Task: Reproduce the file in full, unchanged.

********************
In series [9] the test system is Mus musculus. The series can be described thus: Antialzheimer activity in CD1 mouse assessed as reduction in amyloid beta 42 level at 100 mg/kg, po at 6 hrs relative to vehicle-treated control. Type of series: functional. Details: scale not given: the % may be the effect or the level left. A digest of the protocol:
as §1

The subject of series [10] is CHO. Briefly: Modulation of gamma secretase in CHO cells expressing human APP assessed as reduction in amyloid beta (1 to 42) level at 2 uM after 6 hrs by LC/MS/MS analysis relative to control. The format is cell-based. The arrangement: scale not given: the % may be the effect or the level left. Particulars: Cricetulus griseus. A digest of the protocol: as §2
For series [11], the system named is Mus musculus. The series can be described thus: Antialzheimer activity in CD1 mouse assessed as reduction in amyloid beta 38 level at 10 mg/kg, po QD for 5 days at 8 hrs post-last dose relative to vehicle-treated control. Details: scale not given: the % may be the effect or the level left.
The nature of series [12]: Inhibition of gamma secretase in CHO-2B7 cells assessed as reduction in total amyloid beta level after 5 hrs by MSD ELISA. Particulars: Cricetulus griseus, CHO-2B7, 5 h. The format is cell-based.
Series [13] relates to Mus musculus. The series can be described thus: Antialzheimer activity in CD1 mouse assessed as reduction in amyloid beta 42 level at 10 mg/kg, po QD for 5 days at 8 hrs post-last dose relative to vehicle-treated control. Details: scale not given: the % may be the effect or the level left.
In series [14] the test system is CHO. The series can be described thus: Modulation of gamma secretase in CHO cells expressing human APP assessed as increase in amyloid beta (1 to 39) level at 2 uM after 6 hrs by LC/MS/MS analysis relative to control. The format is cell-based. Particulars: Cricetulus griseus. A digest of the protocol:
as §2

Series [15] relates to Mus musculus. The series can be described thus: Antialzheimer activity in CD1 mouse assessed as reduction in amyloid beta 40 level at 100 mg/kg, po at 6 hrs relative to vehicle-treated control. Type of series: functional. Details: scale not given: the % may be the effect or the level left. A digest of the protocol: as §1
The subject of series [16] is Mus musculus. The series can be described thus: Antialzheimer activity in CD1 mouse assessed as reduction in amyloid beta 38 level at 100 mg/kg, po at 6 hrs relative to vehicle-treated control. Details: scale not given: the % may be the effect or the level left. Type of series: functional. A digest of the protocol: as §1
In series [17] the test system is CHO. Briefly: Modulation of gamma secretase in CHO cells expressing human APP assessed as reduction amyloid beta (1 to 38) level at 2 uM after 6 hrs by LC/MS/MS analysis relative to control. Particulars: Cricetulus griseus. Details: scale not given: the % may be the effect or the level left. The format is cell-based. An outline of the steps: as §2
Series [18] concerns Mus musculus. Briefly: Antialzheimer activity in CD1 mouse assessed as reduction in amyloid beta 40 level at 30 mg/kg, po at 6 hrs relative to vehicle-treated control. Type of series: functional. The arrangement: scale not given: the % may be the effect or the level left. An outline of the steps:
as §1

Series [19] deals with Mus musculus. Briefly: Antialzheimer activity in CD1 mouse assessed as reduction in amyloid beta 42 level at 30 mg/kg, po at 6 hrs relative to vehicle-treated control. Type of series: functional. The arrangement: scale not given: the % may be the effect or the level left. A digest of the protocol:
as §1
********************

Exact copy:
In series [9] the test system is Mus musculus. The series can be described thus: Antialzheimer activity in CD1 mouse assessed as reduction in amyloid beta 42 level at 100 mg/kg, po at 6 hrs relative to vehicle-treated control. Type of series: functional. Details: scale not given: the % may be the effect or the level left. A digest of the protocol:
as §1

The subject of series [10] is CHO. Briefly: Modulation of gamma secretase in CHO cells expressing human APP assessed as reduction in amyloid beta (1 to 42) level at 2 uM after 6 hrs by LC/MS/MS analysis relative to control. The format is cell-based. The arrangement: scale not given: the % may be the effect or the level left. Particulars: Cricetulus griseus. A digest of the protocol: as §2
For series [11], the system named is Mus musculus. The series can be described thus: Antialzheimer activity in CD1 mouse assessed as reduction in amyloid beta 38 level at 10 mg/kg, po QD for 5 days at 8 hrs post-last dose relative to vehicle-treated control. Details: scale not given: the % may be the effect or the level left.
The nature of series [12]: Inhibition of gamma secretase in CHO-2B7 cells assessed as reduction in total amyloid beta level after 5 hrs by MSD ELISA. Particulars: Cricetulus griseus, CHO-2B7, 5 h. The format is cell-based.
Series [13] relates to Mus musculus. The series can be described thus: Antialzheimer activity in CD1 mouse assessed as reduction in amyloid beta 42 level at 10 mg/kg, po QD for 5 days at 8 hrs post-last dose relative to vehicle-treated control. Details: scale not given: the % may be the effect or the level left.
In series [14] the test system is CHO. The series can be described thus: Modulation of gamma secretase in CHO cells expressing human APP assessed as increase in amyloid beta (1 to 39) level at 2 uM after 6 hrs by LC/MS/MS analysis relative to control. The format is cell-based. Particulars: Cricetulus griseus. A digest of the protocol:
as §2

Series [15] relates to Mus musculus. The series can be described thus: Antialzheimer activity in CD1 mouse assessed as reduction in amyloid beta 40 level at 100 mg/kg, po at 6 hrs relative to vehicle-treated control. Type of series: functional. Details: scale not given: the % may be the effect or the level left. A digest of the protocol: as §1
The subject of series [16] is Mus musculus. The series can be described thus: Antialzheimer activity in CD1 mouse assessed as reduction in amyloid beta 38 level at 100 mg/kg, po at 6 hrs relative to vehicle-treated control. Details: scale not given: the % may be the effect or the level left. Type of series: functional. A digest of the protocol: as §1
In series [17] the test system is CHO. Briefly: Modulation of gamma secretase in CHO cells expressing human APP assessed as reduction amyloid beta (1 to 38) level at 2 uM after 6 hrs by LC/MS/MS analysis relative to control. Particulars: Cricetulus griseus. Details: scale not given: the % may be the effect or the level left. The format is cell-based. An outline of the steps: as §2
Series [18] concerns Mus musculus. Briefly: Antialzheimer activity in CD1 mouse assessed as reduction in amyloid beta 40 level at 30 mg/kg, po at 6 hrs relative to vehicle-treated control. Type of series: functional. The arrangement: scale not given: the % may be the effect or the level left. An outline of the steps:
as §1

Series [19] deals with Mus musculus. Briefly: Antialzheimer activity in CD1 mouse assessed as reduction in amyloid beta 42 level at 30 mg/kg, po at 6 hrs relative to vehicle-treated control. Type of series: functional. The arrangement: scale not given: the % may be the effect or the level left. A digest of the protocol:
as §1